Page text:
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Brighton Fringe 2016

Normally Abnormal

Dave Chawner

Genre: Comedy

Venue: The Quadrant



Dave Chawner is a charming and very likeable person. It is his very aura that makes this show so absorbing, even as it makes you laugh at the unlaughable. He starts the hour by telling us this is a show about life and he asks us, “What does a 27 year old know about life? The answer is nothing.”

Male anorexia is rarely talked about although it is a serious ever-increasing condition in our image conscious society. People are very uncomfortable about discussing under-eating. Chawner has battled his anorexia for ten years and he says, “I’m not ashamed of it. This is about my struggle with my own identity.”

The purpose of his very honest and revealing show is to educate people about what anorexia is really like. Chawner discusses his obsession with exercise and weighing himself. “I would lock myself in my bedroom and weigh myself about five times a day.”

He was obsessed with calories and yet he literally put food on a pedestal, “I thought about it all the time.”

In the show, he explains that anorectics drink gallons of coffee to keep going and he drank so much he was hospitalized with caffeine overload. He goes on to say that being in a boarding school exacerbated his condition because he no longer could control the food he ate. The effects of under-eating are often unexpected and more far-reaching than just making you thin. “Anorexia makes you effeminate because you aren’t feeding your testosterone,” he says. “I became more androgynous as my sex drive diminished.”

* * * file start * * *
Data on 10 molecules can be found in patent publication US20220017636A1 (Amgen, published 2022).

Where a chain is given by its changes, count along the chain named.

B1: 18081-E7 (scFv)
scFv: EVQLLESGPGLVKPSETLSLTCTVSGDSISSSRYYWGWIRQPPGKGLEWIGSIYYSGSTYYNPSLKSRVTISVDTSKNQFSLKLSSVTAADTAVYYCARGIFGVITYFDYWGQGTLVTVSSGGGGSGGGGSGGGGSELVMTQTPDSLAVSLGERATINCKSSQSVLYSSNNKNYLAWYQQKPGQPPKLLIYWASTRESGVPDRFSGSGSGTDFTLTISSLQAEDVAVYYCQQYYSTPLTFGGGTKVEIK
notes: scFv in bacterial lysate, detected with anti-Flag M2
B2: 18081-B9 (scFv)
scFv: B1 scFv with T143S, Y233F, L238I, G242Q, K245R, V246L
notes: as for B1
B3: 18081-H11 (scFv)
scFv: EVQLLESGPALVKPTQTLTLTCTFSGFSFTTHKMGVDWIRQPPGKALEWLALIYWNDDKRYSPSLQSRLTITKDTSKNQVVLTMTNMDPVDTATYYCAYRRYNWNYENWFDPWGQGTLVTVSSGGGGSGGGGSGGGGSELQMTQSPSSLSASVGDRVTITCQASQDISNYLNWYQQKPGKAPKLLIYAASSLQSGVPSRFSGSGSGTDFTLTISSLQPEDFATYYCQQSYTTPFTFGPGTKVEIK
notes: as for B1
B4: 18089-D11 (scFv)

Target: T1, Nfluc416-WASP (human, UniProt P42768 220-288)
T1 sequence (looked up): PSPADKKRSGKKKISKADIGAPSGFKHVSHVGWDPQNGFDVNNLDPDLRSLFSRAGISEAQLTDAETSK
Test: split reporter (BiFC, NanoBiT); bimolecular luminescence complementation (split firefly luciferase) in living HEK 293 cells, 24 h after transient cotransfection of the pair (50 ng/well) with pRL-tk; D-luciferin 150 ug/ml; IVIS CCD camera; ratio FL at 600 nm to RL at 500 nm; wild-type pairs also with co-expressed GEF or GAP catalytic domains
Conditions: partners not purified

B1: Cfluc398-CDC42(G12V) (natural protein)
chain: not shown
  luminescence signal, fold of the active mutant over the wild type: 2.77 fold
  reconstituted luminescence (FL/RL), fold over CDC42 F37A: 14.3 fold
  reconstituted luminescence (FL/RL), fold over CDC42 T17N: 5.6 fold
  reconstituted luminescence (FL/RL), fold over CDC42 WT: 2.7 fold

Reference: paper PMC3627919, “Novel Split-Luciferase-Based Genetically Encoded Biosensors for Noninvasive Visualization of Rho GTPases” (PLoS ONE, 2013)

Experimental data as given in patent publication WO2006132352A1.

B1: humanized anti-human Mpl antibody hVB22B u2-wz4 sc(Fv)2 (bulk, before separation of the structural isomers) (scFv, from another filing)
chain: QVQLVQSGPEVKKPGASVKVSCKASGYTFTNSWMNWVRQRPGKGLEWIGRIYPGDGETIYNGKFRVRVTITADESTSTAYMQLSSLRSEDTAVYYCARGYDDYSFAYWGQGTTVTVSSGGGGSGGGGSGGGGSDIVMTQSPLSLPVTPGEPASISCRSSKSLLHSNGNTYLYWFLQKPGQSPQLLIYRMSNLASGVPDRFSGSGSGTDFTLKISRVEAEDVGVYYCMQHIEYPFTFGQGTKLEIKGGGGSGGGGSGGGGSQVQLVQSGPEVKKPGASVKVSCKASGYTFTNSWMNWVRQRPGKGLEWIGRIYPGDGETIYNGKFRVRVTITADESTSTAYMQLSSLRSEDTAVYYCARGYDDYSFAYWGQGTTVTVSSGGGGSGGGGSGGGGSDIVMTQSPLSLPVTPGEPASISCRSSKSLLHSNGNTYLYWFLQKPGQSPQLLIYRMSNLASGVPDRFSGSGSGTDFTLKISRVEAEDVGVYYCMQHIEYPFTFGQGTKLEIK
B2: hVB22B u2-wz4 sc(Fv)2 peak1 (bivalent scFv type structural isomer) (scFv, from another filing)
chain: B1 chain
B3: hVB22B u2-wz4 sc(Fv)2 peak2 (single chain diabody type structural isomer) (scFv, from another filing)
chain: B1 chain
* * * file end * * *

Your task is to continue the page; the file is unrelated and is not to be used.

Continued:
He points out that suicide is the biggest killer of men between 20 and 40. People with anorexia are depressed; they are subconsciously trying to kill themselves by starving themselves. Chawner battled his depression with therapy and anti-depressants. He learned that “sometimes your failures can be more of a mark of who you are than your successes. Being flawed is normal.”

This is a frank and often disturbing overview of just what an eating disorder does to the mind and the body. Many of Chawner’s remarks are amusing but under his banter is a somber countermelody that highlights the seriousness of an illness that is poorly understood and difficult to treat. People with eating disorders are trying to control the only thing they can have unilateral power over in a chaotic world: their bodies. Theirs is a misdirected sense of power that can lead to death if it is not properly addressed and treated. Normally Abnormal casts a light on an illness that few people even in the medical profession understand. You will leave this show with a better knowledgeof just how debilitating anorexia can be. It took a great deal of courage for Chawner to tell us his own experience so that we all can be aware of what an eating disorder can do to the body and the mind.